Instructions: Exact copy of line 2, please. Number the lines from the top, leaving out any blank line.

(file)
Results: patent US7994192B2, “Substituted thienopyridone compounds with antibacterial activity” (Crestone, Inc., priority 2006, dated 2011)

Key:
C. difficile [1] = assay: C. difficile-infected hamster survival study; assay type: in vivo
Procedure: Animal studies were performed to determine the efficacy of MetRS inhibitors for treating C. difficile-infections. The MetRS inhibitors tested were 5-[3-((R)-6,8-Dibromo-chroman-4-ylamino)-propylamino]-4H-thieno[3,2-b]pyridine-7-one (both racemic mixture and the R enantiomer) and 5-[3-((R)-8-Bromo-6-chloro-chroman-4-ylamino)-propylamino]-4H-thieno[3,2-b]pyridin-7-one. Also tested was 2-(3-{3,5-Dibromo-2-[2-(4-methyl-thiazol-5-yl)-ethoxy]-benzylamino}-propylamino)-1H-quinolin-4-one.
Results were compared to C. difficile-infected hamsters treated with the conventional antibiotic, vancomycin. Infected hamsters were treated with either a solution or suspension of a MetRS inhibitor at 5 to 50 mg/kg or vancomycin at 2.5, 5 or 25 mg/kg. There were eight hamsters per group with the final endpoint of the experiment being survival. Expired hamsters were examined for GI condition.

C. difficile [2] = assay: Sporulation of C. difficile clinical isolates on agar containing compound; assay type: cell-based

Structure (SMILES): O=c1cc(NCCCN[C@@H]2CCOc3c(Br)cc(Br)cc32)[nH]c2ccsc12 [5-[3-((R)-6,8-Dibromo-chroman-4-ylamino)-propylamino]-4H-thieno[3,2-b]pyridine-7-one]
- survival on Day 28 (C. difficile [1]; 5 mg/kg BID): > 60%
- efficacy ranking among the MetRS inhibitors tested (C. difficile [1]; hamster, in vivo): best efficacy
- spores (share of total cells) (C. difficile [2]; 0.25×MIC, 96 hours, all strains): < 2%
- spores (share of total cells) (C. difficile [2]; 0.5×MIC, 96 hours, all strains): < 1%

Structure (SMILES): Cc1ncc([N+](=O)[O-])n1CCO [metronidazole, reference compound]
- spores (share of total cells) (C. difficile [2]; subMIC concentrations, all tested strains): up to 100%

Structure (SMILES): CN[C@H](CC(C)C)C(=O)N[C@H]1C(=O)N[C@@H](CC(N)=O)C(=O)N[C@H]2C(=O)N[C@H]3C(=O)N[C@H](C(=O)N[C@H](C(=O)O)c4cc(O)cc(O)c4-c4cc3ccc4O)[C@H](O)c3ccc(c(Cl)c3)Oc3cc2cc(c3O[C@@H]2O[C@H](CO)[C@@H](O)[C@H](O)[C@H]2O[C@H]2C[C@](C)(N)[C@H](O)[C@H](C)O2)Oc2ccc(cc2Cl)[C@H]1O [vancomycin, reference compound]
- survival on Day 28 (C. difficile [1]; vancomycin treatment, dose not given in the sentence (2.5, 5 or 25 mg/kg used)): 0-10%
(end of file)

Key: